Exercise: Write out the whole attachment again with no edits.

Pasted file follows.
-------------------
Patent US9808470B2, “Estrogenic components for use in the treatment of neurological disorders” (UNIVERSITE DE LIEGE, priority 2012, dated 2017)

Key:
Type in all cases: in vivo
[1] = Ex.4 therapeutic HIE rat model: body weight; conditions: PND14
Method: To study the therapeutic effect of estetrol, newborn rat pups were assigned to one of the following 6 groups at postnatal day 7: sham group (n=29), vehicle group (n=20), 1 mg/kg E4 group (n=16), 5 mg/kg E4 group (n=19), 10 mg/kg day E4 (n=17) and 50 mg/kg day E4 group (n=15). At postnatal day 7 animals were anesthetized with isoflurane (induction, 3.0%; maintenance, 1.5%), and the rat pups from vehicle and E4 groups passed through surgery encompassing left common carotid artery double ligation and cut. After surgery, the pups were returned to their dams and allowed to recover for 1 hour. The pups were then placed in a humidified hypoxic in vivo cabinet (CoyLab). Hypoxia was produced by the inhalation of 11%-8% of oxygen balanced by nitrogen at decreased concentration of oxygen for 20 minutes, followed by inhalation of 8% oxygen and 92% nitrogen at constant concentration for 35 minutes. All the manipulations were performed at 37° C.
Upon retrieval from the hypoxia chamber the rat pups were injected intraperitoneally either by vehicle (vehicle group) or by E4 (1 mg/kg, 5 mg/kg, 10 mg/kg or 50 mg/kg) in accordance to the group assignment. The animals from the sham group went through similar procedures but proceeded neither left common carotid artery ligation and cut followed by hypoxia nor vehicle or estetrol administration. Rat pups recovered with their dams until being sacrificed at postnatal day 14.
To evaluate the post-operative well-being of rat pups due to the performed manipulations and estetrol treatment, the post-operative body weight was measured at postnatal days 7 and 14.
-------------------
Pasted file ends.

Patent US9808470B2, “Estrogenic components for use in the treatment of neurological disorders” (UNIVERSITE DE LIEGE, priority 2012, dated 2017)

Key:
Type in all cases: in vivo
[1] = Ex.4 therapeutic HIE rat model: body weight; conditions: PND14
Method: To study the therapeutic effect of estetrol, newborn rat pups were assigned to one of the following 6 groups at postnatal day 7: sham group (n=29), vehicle group (n=20), 1 mg/kg E4 group (n=16), 5 mg/kg E4 group (n=19), 10 mg/kg day E4 (n=17) and 50 mg/kg day E4 group (n=15). At postnatal day 7 animals were anesthetized with isoflurane (induction, 3.0%; maintenance, 1.5%), and the rat pups from vehicle and E4 groups passed through surgery encompassing left common carotid artery double ligation and cut. After surgery, the pups were returned to their dams and allowed to recover for 1 hour. The pups were then placed in a humidified hypoxic in vivo cabinet (CoyLab). Hypoxia was produced by the inhalation of 11%-8% of oxygen balanced by nitrogen at decreased concentration of oxygen for 20 minutes, followed by inhalation of 8% oxygen and 92% nitrogen at constant concentration for 35 minutes. All the manipulations were performed at 37° C.
Upon retrieval from the hypoxia chamber the rat pups were injected intraperitoneally either by vehicle (vehicle group) or by E4 (1 mg/kg, 5 mg/kg, 10 mg/kg or 50 mg/kg) in accordance to the group assignment. The animals from the sham group went through similar procedures but proceeded neither left common carotid artery ligation and cut followed by hypoxia nor vehicle or estetrol administration. Rat pups recovered with their dams until being sacrificed at postnatal day 14.
To evaluate the post-operative well-being of rat pups due to the performed manipulations and estetrol treatment, the post-operative body weight was measured at postnatal days 7 and 14.